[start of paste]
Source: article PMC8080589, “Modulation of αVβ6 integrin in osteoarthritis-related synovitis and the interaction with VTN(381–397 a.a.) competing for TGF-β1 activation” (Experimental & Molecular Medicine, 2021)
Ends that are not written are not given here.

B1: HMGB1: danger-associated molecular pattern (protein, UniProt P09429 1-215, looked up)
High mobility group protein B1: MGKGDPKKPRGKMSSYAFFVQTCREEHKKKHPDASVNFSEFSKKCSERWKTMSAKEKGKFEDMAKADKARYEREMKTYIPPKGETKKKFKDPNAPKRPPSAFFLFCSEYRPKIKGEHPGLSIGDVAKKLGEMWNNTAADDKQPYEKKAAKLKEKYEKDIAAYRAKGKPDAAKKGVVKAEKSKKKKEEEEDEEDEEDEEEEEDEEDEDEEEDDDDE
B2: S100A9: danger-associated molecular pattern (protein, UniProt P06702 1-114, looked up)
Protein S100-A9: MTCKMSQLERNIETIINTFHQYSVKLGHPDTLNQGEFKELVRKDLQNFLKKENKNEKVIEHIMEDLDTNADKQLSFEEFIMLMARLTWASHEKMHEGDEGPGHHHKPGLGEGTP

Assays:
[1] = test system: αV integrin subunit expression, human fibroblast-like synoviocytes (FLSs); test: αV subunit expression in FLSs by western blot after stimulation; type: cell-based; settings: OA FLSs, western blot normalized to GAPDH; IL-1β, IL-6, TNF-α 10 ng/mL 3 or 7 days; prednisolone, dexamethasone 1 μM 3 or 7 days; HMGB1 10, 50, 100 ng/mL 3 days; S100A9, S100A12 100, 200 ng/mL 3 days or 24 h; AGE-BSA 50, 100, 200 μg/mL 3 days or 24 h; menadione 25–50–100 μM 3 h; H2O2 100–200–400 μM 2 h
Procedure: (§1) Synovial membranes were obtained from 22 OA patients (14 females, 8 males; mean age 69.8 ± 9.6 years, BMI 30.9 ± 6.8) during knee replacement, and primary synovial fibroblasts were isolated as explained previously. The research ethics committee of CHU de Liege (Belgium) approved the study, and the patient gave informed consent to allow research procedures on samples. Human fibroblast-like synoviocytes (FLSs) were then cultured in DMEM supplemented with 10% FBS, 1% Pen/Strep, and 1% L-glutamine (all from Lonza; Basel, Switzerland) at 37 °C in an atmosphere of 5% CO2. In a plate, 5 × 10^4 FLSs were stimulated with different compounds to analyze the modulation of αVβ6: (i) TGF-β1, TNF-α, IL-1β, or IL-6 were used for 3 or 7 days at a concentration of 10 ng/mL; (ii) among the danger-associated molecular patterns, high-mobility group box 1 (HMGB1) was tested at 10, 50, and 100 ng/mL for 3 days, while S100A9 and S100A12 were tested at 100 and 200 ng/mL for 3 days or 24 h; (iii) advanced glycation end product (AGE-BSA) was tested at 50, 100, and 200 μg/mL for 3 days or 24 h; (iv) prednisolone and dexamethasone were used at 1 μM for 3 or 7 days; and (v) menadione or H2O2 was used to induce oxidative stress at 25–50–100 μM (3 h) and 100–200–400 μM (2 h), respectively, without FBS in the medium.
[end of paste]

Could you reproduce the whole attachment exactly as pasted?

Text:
Source: article PMC8080589, “Modulation of αVβ6 integrin in osteoarthritis-related synovitis and the interaction with VTN(381–397 a.a.) competing for TGF-β1 activation” (Experimental & Molecular Medicine, 2021)
Ends that are not written are not given here.

B1: HMGB1: danger-associated molecular pattern (protein, UniProt P09429 1-215, looked up)
High mobility group protein B1: MGKGDPKKPRGKMSSYAFFVQTCREEHKKKHPDASVNFSEFSKKCSERWKTMSAKEKGKFEDMAKADKARYEREMKTYIPPKGETKKKFKDPNAPKRPPSAFFLFCSEYRPKIKGEHPGLSIGDVAKKLGEMWNNTAADDKQPYEKKAAKLKEKYEKDIAAYRAKGKPDAAKKGVVKAEKSKKKKEEEEDEEDEEDEEEEEDEEDEDEEEDDDDE
B2: S100A9: danger-associated molecular pattern (protein, UniProt P06702 1-114, looked up)
Protein S100-A9: MTCKMSQLERNIETIINTFHQYSVKLGHPDTLNQGEFKELVRKDLQNFLKKENKNEKVIEHIMEDLDTNADKQLSFEEFIMLMARLTWASHEKMHEGDEGPGHHHKPGLGEGTP

Assays:
[1] = test system: αV integrin subunit expression, human fibroblast-like synoviocytes (FLSs); test: αV subunit expression in FLSs by western blot after stimulation; type: cell-based; settings: OA FLSs, western blot normalized to GAPDH; IL-1β, IL-6, TNF-α 10 ng/mL 3 or 7 days; prednisolone, dexamethasone 1 μM 3 or 7 days; HMGB1 10, 50, 100 ng/mL 3 days; S100A9, S100A12 100, 200 ng/mL 3 days or 24 h; AGE-BSA 50, 100, 200 μg/mL 3 days or 24 h; menadione 25–50–100 μM 3 h; H2O2 100–200–400 μM 2 h
Procedure: (§1) Synovial membranes were obtained from 22 OA patients (14 females, 8 males; mean age 69.8 ± 9.6 years, BMI 30.9 ± 6.8) during knee replacement, and primary synovial fibroblasts were isolated as explained previously. The research ethics committee of CHU de Liege (Belgium) approved the study, and the patient gave informed consent to allow research procedures on samples. Human fibroblast-like synoviocytes (FLSs) were then cultured in DMEM supplemented with 10% FBS, 1% Pen/Strep, and 1% L-glutamine (all from Lonza; Basel, Switzerland) at 37 °C in an atmosphere of 5% CO2. In a plate, 5 × 10^4 FLSs were stimulated with different compounds to analyze the modulation of αVβ6: (i) TGF-β1, TNF-α, IL-1β, or IL-6 were used for 3 or 7 days at a concentration of 10 ng/mL; (ii) among the danger-associated molecular patterns, high-mobility group box 1 (HMGB1) was tested at 10, 50, and 100 ng/mL for 3 days, while S100A9 and S100A12 were tested at 100 and 200 ng/mL for 3 days or 24 h; (iii) advanced glycation end product (AGE-BSA) was tested at 50, 100, and 200 μg/mL for 3 days or 24 h; (iv) prednisolone and dexamethasone were used at 1 μM for 3 or 7 days; and (v) menadione or H2O2 was used to induce oxidative stress at 25–50–100 μM (3 h) and 100–200–400 μM (2 h), respectively, without FBS in the medium.